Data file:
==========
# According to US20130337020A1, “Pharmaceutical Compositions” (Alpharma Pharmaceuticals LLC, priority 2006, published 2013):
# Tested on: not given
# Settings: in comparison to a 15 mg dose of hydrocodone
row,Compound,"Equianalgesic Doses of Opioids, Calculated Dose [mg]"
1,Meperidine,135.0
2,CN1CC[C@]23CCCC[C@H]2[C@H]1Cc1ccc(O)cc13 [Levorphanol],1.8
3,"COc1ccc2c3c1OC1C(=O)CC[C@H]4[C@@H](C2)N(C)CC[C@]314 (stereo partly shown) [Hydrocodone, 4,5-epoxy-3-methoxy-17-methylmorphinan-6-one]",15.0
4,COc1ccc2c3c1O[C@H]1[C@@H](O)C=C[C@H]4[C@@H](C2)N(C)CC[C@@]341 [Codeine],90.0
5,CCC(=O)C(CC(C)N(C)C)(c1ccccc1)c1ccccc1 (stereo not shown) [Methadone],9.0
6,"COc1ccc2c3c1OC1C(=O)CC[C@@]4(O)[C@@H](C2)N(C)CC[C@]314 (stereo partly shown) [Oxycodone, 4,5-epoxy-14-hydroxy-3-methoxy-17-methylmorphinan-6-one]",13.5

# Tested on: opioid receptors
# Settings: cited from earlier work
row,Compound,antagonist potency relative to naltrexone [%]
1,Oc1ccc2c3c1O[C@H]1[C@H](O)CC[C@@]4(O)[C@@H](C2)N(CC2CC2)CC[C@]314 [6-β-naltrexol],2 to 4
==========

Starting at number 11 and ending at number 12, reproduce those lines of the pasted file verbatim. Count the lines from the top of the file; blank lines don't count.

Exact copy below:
# Tested on: opioid receptors
# Settings: cited from earlier work